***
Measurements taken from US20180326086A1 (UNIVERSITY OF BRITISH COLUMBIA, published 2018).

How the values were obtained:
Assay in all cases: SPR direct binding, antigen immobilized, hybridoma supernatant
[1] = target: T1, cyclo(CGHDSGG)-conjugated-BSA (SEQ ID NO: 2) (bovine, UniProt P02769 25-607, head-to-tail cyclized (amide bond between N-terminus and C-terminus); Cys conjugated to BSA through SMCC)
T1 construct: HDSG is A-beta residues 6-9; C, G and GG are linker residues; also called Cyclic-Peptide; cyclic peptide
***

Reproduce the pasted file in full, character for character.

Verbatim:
Measurements taken from US20180326086A1 (UNIVERSITY OF BRITISH COLUMBIA, published 2018).

How the values were obtained:
Assay in all cases: SPR direct binding, antigen immobilized, hybridoma supernatant
[1] = target: T1, cyclo(CGHDSGG)-conjugated-BSA (SEQ ID NO: 2) (bovine, UniProt P02769 25-607, head-to-tail cyclized (amide bond between N-terminus and C-terminus); Cys conjugated to BSA through SMCC)
T1 construct: HDSG is A-beta residues 6-9; C, G and GG are linker residues; also called Cyclic-Peptide; cyclic peptide